British driver Jolyon Palmer hopes to be popping champagne on the podium this season as he revs up for his second season in Formula One.
The 26-year-old from Horsham, Surrey beat all the odds to secure another campaign in the sport despite facing uncertainty over his future throughout his debut year.
Palmer finished an impressive 11th on his first outing in Australia, but in the ensuing races he was consistently beaten by his Renault partner Kevin Magnussen - the former team-mate to Jenson Button at McLaren - and looked destined for the Formula One scrapheap after just one term.
But Palmer steadily improved as the season wore on - securing his one and only point at October's Malaysian Grand Prix - before he was offered a new deal ahead of the penultimate race of the season.
And following Button's retirement after 17 consecutive seasons, Palmer will join Lewis Hamilton as the only representatives from Great Britain in the sport this year.
"With Jenson leaving there is one fewer British driver on the grid so for that reason there will probably be bigger interest in me," Palmer told Press Association Sport. "I hope my profile will rise because that means I am doing better.
"A year under my belt has given me a lot of confidence to come back knowing what to expect. I feel a lot more comfortable and the team can expect a big step forward.
"Last year was really difficult - everyone knew it was going to be - so this year we should be much more competitive which will reflect much better on me.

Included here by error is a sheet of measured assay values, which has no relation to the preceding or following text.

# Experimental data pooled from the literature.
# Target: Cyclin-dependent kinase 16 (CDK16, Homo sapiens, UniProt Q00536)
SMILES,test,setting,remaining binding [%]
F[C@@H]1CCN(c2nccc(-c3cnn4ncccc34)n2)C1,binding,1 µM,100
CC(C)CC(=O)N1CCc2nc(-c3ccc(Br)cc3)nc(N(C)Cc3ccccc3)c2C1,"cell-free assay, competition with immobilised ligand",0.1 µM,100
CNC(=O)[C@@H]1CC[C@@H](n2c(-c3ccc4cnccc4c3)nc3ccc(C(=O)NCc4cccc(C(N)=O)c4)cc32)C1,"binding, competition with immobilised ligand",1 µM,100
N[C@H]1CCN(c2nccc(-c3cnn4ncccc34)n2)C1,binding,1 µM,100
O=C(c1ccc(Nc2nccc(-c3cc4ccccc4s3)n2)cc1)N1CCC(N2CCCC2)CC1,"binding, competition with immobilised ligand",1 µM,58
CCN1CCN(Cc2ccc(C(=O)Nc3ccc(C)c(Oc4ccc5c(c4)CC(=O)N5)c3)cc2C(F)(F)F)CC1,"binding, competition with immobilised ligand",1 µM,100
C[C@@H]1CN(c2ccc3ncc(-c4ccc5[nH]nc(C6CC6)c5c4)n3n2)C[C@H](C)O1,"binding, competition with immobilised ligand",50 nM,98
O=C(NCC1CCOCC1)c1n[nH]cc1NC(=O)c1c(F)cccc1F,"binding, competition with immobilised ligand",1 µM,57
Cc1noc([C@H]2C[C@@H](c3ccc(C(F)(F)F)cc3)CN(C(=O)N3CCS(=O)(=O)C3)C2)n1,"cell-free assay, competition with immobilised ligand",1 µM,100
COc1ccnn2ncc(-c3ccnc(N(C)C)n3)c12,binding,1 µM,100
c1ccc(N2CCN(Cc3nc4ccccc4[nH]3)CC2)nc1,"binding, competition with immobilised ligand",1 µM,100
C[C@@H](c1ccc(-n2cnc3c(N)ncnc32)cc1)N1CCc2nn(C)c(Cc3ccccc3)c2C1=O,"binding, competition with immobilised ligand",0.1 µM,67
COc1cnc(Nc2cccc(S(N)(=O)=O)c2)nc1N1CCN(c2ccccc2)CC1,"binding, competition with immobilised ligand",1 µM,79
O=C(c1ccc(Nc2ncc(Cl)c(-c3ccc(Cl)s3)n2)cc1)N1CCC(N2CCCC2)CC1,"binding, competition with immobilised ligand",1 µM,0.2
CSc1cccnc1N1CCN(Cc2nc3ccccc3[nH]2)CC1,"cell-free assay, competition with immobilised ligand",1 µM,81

"The first target is for the team to be in the top five, which is certainly achievable, and if we can do that we will be able to fight for podiums at some stage of the year."
Palmer won the GP2 championship, Formula One's feeder series, in 2014 before landing a role as a test driver for Lotus the following year.
In October of that season, Lotus announced that Palmer would be handed a full-time seat for 2016, but the subsequent Renault takeover created uncertainty over his drive.
While he made it to the grid for the first race in Australia, Palmer was forced to spend the formative rounds of his career dismissing suggestions that Renault were already lining up his replacement.
But remarkably, Palmer not only survived the season, but fended off Magnussen to retain the seat for 2017. Magnussen subsequently moved to American outfit Haas with Nico Hulkenberg, the highly-rated German who won the Le Mans 24 Hours race in 2015, joining Palmer from Force India.
"Early on it was difficult and I quickly learnt that in Formula One you don't have any time to dial in," Palmer added. "You have a couple of bad results and people are straight on your back.
"But I blanked it out and when it was all going on with me and Kevin last year for the second seat I did not let if faze me and I did the best job I could. I removed myself from the personal side and I focused on what I could control which is driving the car.
"For this year, I feel much more stable and I have a really good relationship with the Renault management. I am confident in my ability and I have a team-mate who I really have got to go out and match."